The Ministry of Public Security in China has detained around 1,100 people on charges of using cryptocurrency to launder money.

They are believed to have done so through fraudulent SIM cards and illicit bank accounts.

Chinese authorities say they have also eliminated more than 170 financial crime gangs while making the arrests.

In recent weeks the government has taken measures to curb the use of cryptocurrencies. In May, regulatory authorities banned financial and payment institutions from providing services related to transactions in the cyber money.

“In order to avoid the investigation and crackdown, fraudsters turned to use virtual currency to transfer the funds involved,” online news service Live Bitcoin News quoted the public security ministry as saying.

“Driven by illegal interests, some criminals actively provide services to fraud gangs, helping scam gangs transfer and launder money by purchasing and exchanging virtual currencies and become criminal accomplices.”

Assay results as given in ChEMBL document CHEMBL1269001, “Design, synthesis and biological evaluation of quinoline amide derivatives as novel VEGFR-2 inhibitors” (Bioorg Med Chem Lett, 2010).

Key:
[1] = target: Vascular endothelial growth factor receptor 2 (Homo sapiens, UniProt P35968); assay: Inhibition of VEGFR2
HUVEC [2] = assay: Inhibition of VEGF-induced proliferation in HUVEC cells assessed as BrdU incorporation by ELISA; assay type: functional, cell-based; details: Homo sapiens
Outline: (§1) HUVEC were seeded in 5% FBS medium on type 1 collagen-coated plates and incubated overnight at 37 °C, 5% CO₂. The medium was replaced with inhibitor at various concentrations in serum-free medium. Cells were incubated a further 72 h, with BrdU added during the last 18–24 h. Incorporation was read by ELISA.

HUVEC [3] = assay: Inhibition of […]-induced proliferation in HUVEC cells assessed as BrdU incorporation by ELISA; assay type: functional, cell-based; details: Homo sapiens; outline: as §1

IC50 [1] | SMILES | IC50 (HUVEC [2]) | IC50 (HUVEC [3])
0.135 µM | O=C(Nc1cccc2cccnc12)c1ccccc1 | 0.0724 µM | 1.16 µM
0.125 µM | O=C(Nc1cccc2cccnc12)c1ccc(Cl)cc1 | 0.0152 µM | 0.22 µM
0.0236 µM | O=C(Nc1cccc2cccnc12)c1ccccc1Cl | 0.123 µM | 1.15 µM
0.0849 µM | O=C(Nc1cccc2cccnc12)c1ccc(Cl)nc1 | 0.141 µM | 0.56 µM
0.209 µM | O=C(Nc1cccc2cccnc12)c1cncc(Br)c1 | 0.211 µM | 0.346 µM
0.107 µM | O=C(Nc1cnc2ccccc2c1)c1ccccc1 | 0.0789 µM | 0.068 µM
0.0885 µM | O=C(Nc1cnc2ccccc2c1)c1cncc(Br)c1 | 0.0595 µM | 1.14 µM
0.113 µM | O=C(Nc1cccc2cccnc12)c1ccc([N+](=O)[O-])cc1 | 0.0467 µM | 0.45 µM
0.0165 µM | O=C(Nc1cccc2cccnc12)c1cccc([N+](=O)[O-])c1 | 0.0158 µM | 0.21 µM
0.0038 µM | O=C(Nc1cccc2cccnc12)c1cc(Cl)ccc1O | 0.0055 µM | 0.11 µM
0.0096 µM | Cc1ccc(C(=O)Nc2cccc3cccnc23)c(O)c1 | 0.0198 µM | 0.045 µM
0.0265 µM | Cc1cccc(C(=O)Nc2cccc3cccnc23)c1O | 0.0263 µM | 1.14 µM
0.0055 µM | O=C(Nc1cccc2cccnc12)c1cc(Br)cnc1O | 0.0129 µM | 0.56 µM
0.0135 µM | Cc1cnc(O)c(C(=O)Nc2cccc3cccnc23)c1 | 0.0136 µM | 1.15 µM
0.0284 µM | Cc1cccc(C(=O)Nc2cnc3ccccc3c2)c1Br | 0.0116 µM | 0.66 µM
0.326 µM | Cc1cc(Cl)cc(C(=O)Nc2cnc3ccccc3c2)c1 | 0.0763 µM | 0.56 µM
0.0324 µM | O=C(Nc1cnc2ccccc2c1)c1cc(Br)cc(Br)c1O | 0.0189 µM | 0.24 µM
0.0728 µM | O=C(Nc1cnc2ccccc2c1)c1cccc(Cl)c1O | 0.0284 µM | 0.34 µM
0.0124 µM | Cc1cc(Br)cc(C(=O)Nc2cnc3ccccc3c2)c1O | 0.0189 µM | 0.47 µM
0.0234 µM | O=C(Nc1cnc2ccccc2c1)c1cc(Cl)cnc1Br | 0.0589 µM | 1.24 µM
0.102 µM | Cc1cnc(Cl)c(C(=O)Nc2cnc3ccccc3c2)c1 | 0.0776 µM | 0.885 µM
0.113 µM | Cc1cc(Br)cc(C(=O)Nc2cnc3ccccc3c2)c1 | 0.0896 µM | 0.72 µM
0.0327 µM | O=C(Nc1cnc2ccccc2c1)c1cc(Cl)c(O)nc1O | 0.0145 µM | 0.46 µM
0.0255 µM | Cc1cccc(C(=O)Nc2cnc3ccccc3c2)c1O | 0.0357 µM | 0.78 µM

The criminal gangs usually enlist ‘coin farmers’, people who trade in virtual currencies through their own personal bank cards and information and so help the gangs launder money. The coin farmers’ commission ranges from 1.5% to about 5%, the ministry said.

“The high, illegal income attracts many people to participate, causing serious social harm,” it added.

In light of volatility in the cyber currency market, regulators working with the People’s Bank of China said: “Prices of cryptocurrency have skyrocketed and plummeted recently, and speculative trading has bounced back. This seriously harms the safety of people’s property and disturbs normal economic and financial orders.”

FinCrime World Forum

Register to FinCrime World Forum to listen to the ”Scanning the Virtual Horizon The next steps for global Virtual Asset regulation” talk on June 23 at 4:40pm BST | 5:40pm CEST | 11:40am ET.

Speakers include:

  • Kayla Izenman, Research Fellow, Centre for Financial Crime and Security Studies, Royal United Services Institute (RUSI)      
  • David Carlisle, Director of Policy and Regulatory Affairs, Elliptic    
  • Siân Jones, Senior Partner, XReg.Consulting